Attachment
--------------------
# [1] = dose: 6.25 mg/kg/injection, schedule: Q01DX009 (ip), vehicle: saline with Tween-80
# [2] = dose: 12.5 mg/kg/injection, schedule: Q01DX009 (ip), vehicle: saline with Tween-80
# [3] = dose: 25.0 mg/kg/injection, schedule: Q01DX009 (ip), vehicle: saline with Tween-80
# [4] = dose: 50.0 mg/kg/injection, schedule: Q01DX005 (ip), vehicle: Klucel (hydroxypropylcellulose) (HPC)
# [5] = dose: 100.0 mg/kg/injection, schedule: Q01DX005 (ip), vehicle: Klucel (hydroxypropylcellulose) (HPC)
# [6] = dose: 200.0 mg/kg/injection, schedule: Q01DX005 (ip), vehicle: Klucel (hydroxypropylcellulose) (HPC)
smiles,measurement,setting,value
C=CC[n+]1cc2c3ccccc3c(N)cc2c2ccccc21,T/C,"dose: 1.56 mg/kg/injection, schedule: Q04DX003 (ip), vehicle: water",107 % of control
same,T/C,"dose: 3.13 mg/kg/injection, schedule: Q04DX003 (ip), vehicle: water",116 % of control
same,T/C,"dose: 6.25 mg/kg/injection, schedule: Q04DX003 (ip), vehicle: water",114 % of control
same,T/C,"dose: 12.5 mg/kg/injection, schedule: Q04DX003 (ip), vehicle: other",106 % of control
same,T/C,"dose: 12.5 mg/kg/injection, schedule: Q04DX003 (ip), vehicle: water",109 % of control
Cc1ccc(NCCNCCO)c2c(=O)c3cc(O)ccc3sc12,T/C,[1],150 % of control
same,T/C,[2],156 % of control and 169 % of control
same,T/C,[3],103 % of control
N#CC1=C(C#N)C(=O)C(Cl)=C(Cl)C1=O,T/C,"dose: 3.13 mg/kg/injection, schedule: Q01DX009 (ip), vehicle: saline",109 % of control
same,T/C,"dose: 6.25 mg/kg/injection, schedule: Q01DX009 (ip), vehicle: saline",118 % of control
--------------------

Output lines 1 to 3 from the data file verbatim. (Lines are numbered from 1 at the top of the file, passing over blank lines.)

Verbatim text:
# [1] = dose: 6.25 mg/kg/injection, schedule: Q01DX009 (ip), vehicle: saline with Tween-80
# [2] = dose: 12.5 mg/kg/injection, schedule: Q01DX009 (ip), vehicle: saline with Tween-80
# [3] = dose: 25.0 mg/kg/injection, schedule: Q01DX009 (ip), vehicle: saline with Tween-80